Is Bond’s way of making a martini the best?

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With the recent news that Bond 25 has resumed filming and is scheduled to be released in April 2020, the debate has been re-opened over whether a martini should be “shaken not stirred”.

Ian Fleming’s charismatic character, James Bond, always insists that it should be shaken, but some mixologists disagree.

Grey Goose cellar master, Francois Thibault, argues that shaking a vodka martini breaks the ice up too much, diluting the vodka and the martini as a whole. This can make a big difference on the palate. He suggests that it should be stirred for no more than 20 seconds to keep the vodka “as fluid and silky as possible”.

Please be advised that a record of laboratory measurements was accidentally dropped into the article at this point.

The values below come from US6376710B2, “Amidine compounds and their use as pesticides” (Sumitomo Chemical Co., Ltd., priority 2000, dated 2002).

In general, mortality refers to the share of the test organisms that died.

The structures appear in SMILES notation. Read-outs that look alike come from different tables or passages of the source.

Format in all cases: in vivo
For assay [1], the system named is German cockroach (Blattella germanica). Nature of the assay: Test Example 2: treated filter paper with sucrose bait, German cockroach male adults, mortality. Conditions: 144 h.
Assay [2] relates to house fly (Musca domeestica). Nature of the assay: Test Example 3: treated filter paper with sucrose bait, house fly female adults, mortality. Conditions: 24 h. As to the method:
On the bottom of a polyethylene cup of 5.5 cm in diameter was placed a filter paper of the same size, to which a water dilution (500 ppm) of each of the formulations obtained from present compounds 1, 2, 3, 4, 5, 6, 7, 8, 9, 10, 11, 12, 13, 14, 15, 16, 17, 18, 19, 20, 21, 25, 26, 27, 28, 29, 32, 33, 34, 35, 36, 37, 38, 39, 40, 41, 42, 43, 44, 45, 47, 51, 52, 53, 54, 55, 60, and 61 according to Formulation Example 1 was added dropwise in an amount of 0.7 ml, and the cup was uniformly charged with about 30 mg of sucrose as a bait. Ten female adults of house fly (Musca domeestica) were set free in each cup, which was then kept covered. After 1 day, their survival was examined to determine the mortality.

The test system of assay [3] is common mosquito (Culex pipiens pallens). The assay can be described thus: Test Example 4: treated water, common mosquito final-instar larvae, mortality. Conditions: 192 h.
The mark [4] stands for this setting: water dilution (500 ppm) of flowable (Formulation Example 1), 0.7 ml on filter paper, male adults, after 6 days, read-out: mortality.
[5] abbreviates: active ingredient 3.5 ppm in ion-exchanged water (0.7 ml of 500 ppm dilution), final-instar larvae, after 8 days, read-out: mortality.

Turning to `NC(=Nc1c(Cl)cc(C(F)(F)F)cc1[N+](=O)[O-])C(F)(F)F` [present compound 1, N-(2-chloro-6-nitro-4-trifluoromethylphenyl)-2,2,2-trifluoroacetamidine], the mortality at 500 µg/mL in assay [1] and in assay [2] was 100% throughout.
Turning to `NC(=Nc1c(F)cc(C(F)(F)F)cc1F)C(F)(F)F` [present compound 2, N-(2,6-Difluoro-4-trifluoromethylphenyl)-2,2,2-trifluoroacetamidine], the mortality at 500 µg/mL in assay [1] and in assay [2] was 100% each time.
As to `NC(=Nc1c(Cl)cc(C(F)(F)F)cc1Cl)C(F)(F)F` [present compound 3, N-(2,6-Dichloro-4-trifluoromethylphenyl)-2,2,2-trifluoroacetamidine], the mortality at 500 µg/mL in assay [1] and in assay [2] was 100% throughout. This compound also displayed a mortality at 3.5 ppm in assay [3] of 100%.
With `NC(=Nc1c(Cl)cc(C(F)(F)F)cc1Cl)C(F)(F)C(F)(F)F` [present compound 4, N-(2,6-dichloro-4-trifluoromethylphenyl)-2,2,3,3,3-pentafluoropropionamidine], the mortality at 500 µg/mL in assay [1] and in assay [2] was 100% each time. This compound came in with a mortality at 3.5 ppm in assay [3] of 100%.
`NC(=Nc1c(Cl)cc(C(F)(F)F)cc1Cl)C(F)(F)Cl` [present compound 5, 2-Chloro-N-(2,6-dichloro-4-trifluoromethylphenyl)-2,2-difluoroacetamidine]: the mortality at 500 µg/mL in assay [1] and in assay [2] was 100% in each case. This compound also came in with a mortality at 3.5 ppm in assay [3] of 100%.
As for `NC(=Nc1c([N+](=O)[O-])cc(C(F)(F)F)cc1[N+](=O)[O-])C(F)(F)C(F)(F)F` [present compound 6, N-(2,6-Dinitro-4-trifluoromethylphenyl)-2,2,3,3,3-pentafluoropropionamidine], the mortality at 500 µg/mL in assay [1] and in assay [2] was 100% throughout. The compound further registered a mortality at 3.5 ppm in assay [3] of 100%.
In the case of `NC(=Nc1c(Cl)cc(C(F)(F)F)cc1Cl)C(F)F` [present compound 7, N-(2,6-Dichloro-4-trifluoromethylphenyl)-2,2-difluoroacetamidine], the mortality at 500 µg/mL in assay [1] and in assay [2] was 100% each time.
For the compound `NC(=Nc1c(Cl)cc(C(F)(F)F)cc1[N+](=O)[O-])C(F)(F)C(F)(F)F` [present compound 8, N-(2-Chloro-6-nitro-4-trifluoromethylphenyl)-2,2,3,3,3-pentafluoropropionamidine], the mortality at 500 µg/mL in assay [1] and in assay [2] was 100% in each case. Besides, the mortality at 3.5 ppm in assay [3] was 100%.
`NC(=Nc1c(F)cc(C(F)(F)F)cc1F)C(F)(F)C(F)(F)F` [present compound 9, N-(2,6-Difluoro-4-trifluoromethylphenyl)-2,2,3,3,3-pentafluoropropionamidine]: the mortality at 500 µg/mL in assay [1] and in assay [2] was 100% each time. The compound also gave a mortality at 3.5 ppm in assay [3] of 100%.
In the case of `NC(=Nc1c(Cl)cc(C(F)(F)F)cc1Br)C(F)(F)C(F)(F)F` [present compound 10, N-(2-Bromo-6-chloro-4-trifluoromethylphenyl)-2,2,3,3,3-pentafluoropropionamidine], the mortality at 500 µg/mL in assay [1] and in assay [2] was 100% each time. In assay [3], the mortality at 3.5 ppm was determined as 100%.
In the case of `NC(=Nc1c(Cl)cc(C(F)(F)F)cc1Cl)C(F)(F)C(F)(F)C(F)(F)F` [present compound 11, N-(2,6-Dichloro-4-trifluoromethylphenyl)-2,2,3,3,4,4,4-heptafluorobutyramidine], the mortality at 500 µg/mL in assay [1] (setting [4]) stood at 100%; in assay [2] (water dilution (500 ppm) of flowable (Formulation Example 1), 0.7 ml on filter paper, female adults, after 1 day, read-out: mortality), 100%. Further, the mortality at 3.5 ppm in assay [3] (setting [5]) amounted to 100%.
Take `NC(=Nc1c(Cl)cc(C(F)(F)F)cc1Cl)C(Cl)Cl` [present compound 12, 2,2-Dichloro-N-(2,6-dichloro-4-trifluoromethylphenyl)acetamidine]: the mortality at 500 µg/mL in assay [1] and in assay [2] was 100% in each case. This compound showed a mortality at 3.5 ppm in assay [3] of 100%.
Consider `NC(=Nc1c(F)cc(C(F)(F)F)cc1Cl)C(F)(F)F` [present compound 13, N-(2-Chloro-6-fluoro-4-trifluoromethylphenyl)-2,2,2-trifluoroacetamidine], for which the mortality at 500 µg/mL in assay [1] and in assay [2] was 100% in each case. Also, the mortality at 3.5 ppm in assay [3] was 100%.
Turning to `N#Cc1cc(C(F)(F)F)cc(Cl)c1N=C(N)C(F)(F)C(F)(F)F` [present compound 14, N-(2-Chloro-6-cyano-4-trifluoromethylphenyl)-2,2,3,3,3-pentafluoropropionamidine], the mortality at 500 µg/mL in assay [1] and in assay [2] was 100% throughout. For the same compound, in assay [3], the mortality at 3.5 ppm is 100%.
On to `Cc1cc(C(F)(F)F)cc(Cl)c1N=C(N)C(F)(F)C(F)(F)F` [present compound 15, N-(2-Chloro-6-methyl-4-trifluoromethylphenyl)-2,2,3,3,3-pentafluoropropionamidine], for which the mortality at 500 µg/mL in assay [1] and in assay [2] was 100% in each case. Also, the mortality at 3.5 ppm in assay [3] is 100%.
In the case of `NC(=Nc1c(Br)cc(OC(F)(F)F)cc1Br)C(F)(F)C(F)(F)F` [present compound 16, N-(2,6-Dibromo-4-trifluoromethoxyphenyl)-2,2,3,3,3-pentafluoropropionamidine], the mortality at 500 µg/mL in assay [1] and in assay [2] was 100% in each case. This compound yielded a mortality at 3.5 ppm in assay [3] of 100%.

Meanwhile, Alan Smith, a food and drink expert for The Independent newspaper, says:

“When you add a little water to a high alcohol spirit, it will dilute the alcohol and can bring out the nuances, aromas and taste of the drink a lot more.”

As for making the best martini, James Bond has two favourites. The classic vodka martini, which consists of 50ml of vodka, 10ml of Dry Vermouth, three olives and ice is one. The other is the Vesper Martini, which is not for the feint-hearted. This drink is made by mixing 90ml of gin, 30ml of vodka, 15ml of Kine Lillet, one olive and ice. Both, of course, to be shaken not stirred.

However you choose to make a martini, classic or vesper, shaken or stirred, the drink should be poured into the perfect vessel. This can be from engraved crystal glasses, as any cocktail tastes good when using beautiful glassware.

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